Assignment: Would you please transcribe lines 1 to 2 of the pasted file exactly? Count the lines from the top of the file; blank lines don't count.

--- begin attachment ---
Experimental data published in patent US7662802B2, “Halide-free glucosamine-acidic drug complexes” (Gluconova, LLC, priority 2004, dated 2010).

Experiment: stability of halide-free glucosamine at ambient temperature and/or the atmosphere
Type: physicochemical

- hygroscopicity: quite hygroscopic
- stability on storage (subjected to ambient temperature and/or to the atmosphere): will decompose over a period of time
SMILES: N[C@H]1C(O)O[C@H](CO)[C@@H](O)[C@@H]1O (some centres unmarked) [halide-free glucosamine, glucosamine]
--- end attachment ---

Experimental data published in patent US7662802B2, “Halide-free glucosamine-acidic drug complexes” (Gluconova, LLC, priority 2004, dated 2010).

Experiment: stability of halide-free glucosamine at ambient temperature and/or the atmosphere